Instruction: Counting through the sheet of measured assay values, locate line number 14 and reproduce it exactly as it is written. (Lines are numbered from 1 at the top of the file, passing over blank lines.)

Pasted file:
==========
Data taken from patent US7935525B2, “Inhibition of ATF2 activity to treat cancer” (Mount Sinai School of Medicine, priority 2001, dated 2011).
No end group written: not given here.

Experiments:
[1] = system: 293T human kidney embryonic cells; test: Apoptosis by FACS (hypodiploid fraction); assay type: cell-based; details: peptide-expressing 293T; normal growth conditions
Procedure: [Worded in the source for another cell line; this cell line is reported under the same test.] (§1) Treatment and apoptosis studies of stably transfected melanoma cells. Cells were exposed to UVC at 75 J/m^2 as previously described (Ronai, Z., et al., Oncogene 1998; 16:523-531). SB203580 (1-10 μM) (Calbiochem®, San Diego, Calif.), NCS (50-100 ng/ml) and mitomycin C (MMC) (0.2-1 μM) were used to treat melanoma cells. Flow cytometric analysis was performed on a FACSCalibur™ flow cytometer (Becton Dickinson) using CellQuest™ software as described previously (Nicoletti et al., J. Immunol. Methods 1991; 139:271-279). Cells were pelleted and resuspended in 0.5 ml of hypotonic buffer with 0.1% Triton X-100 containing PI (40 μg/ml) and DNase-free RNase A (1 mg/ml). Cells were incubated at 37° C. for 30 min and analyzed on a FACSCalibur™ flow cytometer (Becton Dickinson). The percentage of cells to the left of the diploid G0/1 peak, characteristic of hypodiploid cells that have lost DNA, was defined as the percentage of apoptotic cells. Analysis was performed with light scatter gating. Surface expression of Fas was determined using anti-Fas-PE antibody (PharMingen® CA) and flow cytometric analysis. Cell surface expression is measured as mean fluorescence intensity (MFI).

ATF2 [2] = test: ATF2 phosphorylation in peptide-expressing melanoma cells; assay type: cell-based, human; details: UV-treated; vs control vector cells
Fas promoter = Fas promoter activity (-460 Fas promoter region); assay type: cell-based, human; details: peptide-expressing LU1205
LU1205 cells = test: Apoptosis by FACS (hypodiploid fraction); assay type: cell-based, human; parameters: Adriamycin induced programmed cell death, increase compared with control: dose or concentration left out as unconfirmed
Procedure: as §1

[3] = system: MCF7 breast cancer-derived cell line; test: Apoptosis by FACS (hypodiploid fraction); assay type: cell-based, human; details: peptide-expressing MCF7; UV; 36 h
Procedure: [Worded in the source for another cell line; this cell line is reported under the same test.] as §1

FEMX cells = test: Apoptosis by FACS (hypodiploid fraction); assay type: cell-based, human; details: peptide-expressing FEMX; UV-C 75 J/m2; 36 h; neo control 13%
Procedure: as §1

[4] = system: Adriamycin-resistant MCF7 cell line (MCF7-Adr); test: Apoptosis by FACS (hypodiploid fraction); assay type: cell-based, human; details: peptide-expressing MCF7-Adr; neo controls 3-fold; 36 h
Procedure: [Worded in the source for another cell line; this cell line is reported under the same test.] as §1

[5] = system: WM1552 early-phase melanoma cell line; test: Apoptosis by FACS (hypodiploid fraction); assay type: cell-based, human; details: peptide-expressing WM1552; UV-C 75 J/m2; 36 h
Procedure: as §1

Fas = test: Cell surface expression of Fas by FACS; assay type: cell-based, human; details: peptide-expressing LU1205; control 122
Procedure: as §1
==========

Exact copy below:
[4] = system: Adriamycin-resistant MCF7 cell line (MCF7-Adr); test: Apoptosis by FACS (hypodiploid fraction); assay type: cell-based, human; details: peptide-expressing MCF7-Adr; neo controls 3-fold; 36 h